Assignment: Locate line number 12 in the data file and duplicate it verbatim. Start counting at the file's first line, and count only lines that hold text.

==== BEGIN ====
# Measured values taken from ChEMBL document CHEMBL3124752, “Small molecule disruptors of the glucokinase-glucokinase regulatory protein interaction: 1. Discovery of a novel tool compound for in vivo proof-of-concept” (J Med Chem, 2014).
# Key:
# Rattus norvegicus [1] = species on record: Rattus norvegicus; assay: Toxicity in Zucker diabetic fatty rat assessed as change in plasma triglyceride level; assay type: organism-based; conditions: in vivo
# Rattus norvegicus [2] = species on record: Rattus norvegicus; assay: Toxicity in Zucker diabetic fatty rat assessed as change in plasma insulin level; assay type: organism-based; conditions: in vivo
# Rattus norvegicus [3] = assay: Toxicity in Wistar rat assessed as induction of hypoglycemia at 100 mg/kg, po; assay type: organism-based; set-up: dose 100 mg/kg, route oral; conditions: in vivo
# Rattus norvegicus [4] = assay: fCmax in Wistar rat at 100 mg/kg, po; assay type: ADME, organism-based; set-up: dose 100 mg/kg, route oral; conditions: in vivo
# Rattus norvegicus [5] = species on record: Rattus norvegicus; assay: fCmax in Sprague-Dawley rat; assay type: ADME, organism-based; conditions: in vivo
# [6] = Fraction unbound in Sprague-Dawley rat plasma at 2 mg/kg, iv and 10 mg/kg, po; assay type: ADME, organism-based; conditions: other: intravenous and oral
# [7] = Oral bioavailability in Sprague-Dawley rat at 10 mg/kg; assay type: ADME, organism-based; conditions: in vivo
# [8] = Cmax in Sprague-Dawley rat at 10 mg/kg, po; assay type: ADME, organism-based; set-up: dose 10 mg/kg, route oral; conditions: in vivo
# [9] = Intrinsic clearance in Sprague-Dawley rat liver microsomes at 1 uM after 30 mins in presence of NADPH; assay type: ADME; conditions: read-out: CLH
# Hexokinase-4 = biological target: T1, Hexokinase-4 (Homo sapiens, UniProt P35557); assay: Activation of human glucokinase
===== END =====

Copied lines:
# Hexokinase-4 = biological target: T1, Hexokinase-4 (Homo sapiens, UniProt P35557); assay: Activation of human glucokinase